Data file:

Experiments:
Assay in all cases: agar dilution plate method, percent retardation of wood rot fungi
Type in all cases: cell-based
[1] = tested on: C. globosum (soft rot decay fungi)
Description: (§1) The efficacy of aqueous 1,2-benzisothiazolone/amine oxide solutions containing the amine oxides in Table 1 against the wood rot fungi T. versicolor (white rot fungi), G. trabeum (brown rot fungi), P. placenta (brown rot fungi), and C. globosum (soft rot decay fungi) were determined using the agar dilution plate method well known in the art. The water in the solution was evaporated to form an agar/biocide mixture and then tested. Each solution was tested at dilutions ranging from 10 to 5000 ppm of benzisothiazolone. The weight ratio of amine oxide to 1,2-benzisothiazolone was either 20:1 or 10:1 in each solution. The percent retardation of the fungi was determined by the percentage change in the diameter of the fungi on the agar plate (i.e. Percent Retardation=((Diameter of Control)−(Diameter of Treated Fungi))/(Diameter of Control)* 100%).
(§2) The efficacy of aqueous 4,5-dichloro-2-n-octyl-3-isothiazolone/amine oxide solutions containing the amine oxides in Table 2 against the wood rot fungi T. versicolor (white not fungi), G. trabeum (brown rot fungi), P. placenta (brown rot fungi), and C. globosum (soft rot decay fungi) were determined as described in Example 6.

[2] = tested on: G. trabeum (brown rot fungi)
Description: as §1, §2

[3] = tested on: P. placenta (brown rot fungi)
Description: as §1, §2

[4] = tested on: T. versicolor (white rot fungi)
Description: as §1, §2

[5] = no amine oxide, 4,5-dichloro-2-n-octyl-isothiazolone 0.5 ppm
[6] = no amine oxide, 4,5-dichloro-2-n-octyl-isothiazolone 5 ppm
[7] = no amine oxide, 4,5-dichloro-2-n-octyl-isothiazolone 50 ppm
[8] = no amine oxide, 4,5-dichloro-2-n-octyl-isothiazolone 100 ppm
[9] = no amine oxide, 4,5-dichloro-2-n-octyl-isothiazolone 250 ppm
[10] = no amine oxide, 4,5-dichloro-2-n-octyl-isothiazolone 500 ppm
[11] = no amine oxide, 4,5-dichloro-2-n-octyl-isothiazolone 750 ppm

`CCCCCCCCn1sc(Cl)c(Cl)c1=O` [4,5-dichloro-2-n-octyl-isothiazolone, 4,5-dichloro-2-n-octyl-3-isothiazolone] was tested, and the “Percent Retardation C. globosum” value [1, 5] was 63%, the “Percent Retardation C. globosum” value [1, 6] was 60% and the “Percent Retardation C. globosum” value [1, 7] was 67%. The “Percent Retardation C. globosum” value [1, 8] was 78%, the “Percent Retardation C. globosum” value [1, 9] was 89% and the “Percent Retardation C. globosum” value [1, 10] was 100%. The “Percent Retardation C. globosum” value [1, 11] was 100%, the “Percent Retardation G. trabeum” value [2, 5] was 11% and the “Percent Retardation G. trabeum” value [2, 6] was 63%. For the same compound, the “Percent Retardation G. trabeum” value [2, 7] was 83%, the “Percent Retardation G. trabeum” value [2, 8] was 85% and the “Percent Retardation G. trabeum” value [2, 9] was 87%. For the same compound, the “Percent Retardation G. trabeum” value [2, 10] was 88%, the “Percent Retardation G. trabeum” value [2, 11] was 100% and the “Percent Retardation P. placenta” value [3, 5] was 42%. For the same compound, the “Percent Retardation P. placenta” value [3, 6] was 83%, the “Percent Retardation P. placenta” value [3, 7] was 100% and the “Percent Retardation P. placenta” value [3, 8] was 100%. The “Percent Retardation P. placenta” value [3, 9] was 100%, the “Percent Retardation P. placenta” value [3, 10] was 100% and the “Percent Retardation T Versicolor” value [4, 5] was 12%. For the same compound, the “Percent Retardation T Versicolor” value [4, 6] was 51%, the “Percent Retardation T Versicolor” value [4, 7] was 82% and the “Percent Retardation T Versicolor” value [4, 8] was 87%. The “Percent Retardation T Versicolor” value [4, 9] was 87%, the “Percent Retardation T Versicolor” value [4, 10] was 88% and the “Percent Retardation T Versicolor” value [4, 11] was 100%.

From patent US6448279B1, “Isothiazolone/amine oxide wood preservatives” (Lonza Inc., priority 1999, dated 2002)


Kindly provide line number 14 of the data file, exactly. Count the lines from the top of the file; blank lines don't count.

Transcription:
[6] = no amine oxide, 4,5-dichloro-2-n-octyl-isothiazolone 5 ppm